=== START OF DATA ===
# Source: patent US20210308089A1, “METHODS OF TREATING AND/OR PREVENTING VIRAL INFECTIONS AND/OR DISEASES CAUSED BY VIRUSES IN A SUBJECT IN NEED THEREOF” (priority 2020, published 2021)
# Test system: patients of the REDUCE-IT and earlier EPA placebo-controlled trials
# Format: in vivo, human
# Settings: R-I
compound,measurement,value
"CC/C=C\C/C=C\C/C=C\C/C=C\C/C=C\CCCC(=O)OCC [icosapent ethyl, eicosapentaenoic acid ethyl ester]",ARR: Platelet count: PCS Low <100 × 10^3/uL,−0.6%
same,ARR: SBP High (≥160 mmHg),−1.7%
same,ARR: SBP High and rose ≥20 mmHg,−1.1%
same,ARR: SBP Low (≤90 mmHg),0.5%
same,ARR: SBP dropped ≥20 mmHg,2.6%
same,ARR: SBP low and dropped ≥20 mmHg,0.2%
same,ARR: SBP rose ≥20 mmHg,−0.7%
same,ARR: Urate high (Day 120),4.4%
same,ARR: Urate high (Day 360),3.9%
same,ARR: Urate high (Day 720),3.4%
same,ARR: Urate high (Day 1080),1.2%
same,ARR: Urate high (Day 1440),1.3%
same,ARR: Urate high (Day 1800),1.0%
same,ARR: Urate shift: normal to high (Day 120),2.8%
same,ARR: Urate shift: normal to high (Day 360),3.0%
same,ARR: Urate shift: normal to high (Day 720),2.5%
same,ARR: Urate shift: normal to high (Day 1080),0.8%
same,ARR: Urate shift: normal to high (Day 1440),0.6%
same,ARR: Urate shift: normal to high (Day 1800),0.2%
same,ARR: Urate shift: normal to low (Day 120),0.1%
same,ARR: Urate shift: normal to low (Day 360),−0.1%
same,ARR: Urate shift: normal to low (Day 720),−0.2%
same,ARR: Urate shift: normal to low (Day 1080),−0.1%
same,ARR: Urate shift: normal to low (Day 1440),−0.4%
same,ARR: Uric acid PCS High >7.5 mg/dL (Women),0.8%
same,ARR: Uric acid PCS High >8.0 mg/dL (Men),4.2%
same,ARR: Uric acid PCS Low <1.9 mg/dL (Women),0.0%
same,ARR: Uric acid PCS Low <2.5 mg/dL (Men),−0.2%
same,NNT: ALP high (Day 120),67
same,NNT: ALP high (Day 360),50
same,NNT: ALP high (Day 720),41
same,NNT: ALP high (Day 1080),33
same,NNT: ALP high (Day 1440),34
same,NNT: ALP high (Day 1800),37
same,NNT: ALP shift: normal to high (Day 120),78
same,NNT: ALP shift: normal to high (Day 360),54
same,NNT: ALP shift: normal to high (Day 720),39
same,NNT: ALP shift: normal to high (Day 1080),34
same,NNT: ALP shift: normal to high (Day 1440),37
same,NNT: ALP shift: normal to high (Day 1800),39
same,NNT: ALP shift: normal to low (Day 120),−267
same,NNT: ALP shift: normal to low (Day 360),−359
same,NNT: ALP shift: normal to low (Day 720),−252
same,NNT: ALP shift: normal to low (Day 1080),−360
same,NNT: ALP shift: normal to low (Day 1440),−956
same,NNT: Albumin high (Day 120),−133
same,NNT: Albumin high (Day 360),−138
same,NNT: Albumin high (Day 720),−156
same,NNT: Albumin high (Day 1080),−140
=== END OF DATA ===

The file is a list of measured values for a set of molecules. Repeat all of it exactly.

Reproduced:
# Source: patent US20210308089A1, “METHODS OF TREATING AND/OR PREVENTING VIRAL INFECTIONS AND/OR DISEASES CAUSED BY VIRUSES IN A SUBJECT IN NEED THEREOF” (priority 2020, published 2021)
# Test system: patients of the REDUCE-IT and earlier EPA placebo-controlled trials
# Format: in vivo, human
# Settings: R-I
compound,measurement,value
"CC/C=C\C/C=C\C/C=C\C/C=C\C/C=C\CCCC(=O)OCC [icosapent ethyl, eicosapentaenoic acid ethyl ester]",ARR: Platelet count: PCS Low <100 × 10^3/uL,−0.6%
same,ARR: SBP High (≥160 mmHg),−1.7%
same,ARR: SBP High and rose ≥20 mmHg,−1.1%
same,ARR: SBP Low (≤90 mmHg),0.5%
same,ARR: SBP dropped ≥20 mmHg,2.6%
same,ARR: SBP low and dropped ≥20 mmHg,0.2%
same,ARR: SBP rose ≥20 mmHg,−0.7%
same,ARR: Urate high (Day 120),4.4%
same,ARR: Urate high (Day 360),3.9%
same,ARR: Urate high (Day 720),3.4%
same,ARR: Urate high (Day 1080),1.2%
same,ARR: Urate high (Day 1440),1.3%
same,ARR: Urate high (Day 1800),1.0%
same,ARR: Urate shift: normal to high (Day 120),2.8%
same,ARR: Urate shift: normal to high (Day 360),3.0%
same,ARR: Urate shift: normal to high (Day 720),2.5%
same,ARR: Urate shift: normal to high (Day 1080),0.8%
same,ARR: Urate shift: normal to high (Day 1440),0.6%
same,ARR: Urate shift: normal to high (Day 1800),0.2%
same,ARR: Urate shift: normal to low (Day 120),0.1%
same,ARR: Urate shift: normal to low (Day 360),−0.1%
same,ARR: Urate shift: normal to low (Day 720),−0.2%
same,ARR: Urate shift: normal to low (Day 1080),−0.1%
same,ARR: Urate shift: normal to low (Day 1440),−0.4%
same,ARR: Uric acid PCS High >7.5 mg/dL (Women),0.8%
same,ARR: Uric acid PCS High >8.0 mg/dL (Men),4.2%
same,ARR: Uric acid PCS Low <1.9 mg/dL (Women),0.0%
same,ARR: Uric acid PCS Low <2.5 mg/dL (Men),−0.2%
same,NNT: ALP high (Day 120),67
same,NNT: ALP high (Day 360),50
same,NNT: ALP high (Day 720),41
same,NNT: ALP high (Day 1080),33
same,NNT: ALP high (Day 1440),34
same,NNT: ALP high (Day 1800),37
same,NNT: ALP shift: normal to high (Day 120),78
same,NNT: ALP shift: normal to high (Day 360),54
same,NNT: ALP shift: normal to high (Day 720),39
same,NNT: ALP shift: normal to high (Day 1080),34
same,NNT: ALP shift: normal to high (Day 1440),37
same,NNT: ALP shift: normal to high (Day 1800),39
same,NNT: ALP shift: normal to low (Day 120),−267
same,NNT: ALP shift: normal to low (Day 360),−359
same,NNT: ALP shift: normal to low (Day 720),−252
same,NNT: ALP shift: normal to low (Day 1080),−360
same,NNT: ALP shift: normal to low (Day 1440),−956
same,NNT: Albumin high (Day 120),−133
same,NNT: Albumin high (Day 360),−138
same,NNT: Albumin high (Day 720),−156
same,NNT: Albumin high (Day 1080),−140